The Open-Hearted Book About Open Adoption

open-hearted-way-to-open-adoption-bookIt’s hard to take issue with a book that calls itself The Open-Hearted Way to Open Adoption — harder still when that book lives up its billing in such an open and honest way that this one does.

The Open-Hearted Way To Open Adoption by Lori Holden with Crystal Hass is a big, generous, and yes, open-hearted, book — the guide that the open adoption community has been waiting for. Insightful and entertaining, it not only explains why you should do an open adoption, but shows you how to do it with grace and confidence.

There’s so much to like about this gift of a book that it’s hard to know where to begin. So let’s start at the beginning. The way Lori sees it, adoption creates a split in a person’s biology and biography. Openness is a way to heal that split and help the child become whole.

Most people think of open adoption as a process where birthparents and adoptive parents exchange identifying information about each other and maintain an ongoing relationship through photos or visits or whatever. But for Lori, open adoption is much more than that. Rather than see it simply as an arrangement or a contract between two parties, “openness is the spirit in which we parent, teach, counsel, and listen to our children.”

Open adoption scares prospective adoptive and expectant parents

Mention open adoption to prospective adoptive parents or expectant parents and their first reaction is typically one of fear. In the case of the adopting parents, it’s fear of the birthparents changing their minds (before the placement) and coming back to reclaim their child (afterwards). In the case of the birthparents, it’s the fear that the adoptive parents aren’t everything they say they are (before the placement) and that the adoption will be closed down (afterwards).

To the uninitiated, entering into an open adoption must seem like a crazy, even reckless, idea. As Lori writes, “as a birth parent, why would you want to stay in the life of child you placed? Why subject yourself to the feelings that might emerge when you hear your child call another woman Mama or another man Daddy? As an adoptive parent, why would you complicate your life by having birth parent around — people who have a seeming competing claim on your child.”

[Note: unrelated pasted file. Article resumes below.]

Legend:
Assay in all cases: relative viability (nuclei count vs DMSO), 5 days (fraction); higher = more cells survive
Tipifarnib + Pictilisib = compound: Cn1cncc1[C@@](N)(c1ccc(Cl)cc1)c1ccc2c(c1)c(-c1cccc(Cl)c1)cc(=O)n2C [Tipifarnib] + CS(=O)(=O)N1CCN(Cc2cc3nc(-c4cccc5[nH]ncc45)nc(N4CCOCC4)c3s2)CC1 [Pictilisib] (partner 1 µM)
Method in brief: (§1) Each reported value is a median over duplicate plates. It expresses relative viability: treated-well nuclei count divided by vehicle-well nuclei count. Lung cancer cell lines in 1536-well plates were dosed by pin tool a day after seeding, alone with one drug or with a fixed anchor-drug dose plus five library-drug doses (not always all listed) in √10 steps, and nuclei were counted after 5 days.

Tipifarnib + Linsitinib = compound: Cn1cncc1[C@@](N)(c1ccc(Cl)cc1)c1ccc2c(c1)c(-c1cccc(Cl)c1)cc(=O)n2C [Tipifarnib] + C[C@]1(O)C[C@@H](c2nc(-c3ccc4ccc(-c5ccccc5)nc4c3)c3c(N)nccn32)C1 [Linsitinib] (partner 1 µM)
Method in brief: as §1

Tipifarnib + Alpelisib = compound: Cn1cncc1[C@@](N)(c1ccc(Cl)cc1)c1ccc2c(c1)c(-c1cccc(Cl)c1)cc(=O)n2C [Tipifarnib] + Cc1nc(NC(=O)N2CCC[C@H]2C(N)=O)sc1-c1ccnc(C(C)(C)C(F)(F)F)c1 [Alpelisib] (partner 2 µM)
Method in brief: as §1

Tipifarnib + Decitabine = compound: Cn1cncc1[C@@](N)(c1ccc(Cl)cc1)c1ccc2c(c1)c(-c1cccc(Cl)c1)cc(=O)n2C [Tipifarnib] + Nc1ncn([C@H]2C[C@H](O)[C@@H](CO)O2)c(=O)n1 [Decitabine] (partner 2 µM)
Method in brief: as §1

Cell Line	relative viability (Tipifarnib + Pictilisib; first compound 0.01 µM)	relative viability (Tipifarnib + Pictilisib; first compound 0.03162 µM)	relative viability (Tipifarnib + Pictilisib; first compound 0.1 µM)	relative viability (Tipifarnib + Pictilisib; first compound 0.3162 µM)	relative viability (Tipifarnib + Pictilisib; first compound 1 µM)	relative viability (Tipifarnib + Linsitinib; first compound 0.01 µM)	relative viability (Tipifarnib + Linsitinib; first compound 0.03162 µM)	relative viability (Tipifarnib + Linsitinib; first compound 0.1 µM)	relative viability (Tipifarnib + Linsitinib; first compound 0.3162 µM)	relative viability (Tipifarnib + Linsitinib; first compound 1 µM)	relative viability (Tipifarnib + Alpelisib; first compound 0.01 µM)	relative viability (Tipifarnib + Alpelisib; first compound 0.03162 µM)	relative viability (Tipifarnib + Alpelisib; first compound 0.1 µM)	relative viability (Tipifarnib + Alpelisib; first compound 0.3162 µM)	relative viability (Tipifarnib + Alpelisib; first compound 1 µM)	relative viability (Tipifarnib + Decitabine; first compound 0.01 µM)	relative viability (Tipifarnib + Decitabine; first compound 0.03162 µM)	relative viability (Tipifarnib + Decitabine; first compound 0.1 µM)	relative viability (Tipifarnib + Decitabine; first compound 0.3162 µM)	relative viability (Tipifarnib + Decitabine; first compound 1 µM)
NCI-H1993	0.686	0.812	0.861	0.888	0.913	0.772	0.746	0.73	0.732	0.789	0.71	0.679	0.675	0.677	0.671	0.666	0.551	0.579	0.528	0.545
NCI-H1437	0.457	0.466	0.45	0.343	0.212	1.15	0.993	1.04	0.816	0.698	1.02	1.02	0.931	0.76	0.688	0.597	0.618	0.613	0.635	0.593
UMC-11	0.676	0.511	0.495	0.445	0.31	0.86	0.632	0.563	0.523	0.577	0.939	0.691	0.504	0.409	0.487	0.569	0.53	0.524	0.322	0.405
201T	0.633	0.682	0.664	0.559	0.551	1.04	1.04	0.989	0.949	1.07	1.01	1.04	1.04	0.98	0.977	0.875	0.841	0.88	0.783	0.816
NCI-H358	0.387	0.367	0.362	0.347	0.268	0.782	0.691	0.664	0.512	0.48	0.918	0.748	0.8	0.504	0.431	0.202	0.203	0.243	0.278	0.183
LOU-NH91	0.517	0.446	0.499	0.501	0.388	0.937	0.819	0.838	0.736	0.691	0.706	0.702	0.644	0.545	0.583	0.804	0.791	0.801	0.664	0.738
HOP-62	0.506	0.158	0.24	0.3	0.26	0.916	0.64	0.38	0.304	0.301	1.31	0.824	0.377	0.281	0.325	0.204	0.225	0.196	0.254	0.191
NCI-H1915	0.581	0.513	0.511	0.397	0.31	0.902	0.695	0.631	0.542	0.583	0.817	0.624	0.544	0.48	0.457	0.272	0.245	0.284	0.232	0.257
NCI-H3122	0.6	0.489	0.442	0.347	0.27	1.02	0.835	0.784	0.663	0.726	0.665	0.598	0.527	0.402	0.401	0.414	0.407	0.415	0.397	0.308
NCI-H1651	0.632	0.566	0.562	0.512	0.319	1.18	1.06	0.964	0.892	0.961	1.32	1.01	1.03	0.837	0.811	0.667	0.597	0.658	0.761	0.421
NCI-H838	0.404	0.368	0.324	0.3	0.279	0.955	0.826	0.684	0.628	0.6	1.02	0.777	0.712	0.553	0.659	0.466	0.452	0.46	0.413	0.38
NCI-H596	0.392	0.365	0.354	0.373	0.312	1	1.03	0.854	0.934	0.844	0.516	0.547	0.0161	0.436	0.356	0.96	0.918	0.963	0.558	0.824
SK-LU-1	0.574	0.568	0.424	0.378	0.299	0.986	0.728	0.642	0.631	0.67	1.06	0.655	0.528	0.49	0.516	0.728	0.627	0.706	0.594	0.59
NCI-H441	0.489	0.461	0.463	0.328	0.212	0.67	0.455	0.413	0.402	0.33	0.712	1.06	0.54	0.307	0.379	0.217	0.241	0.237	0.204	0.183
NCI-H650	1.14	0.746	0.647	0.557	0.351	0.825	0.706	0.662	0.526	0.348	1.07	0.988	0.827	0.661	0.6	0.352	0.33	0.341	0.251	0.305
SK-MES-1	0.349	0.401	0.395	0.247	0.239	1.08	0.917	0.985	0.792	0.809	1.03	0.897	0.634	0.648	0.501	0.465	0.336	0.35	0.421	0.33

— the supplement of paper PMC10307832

Why indeed? And yet for Lori, the answer is simple. You do it for your child, who is at the center of your relationship. Once you look at things through a child’s eyes, everything suddenly changes. Far from being adversaries, birthparents and adoptive parents become allies, united in their desire to act in the best interests of their child.

And that — moving from fear to family — is the starting and ending point of The Open-Hearted Way to Open Adoption. “More than a how-to, this book shares a mind-set, a heart-set, that can be learned and internalized. This mind-set/heart-set becomes an inner-navigation system that equips you to act confidently from love and not fear.”

Lori doesn’t just talk the talk. She also walks the walk, providing tools and real-examples to guide you through the process. As an adoptive mother of two, she knows first-hand that open adoption isn’t always smooth sailing. It’s a leap of faith, a journey into uncharted waters, one that has its own set of laws, rules and regulations. Even its own language, which is why she devotes the first part of the book to laying out her terminology. It’s as if she wants to make sure that everyone is on the same page, literally, from the get-go. 

If you’re looking for the latest research on open adoption, it’s there, enhancing the book’s credibility. But by drawing on the observations and experiences of other open adoption bloggers, Lori gives her book something else: authenticity.

Features other adoptive parent and birthparent stories

One of the great strengths of The Open-Hearted Way to Open Adoption is how Lori incorporates other voices in her narrative. And I’m not just talking about other adoptive parents and birthparents whose stories are sprinkled throughout the book. Also included are observations by Crystal Hass, the birthmother of Lori’s daughter.

I loved reading Crystal’s thoughts about a host of issues ranging from the use of the term “birth mom” (she likes it) to prebirth matches (it worked for her, but she can also see how they could be used as weapons to coerce and control others). And I especially liked getting her side of the story of her relationship with Lori and her family, including her explanation about why it was important for her that Lori and her husband feel happy leading up to the placement even though their happiness was tied to her sadness.

 My only complaint, if I can call it that, is that I wish there was more of Crystal. But that would have meant having less of Lori, and that would have been a shame since Lori is such an engaging and entertaining guide — a “cool ass lady,” in the words of one reviewer.

Plus, let’s not forget this is Lori’s book — although Crystal gets a writing credit. But again, it’s a minor quibble — just one more example of open adoption’s push and pull that Lori addresses so well in her narrative. Perhaps one day in the not-too-distant future, Crystal will write her own book about her open adoption experiences. With Lori, of course.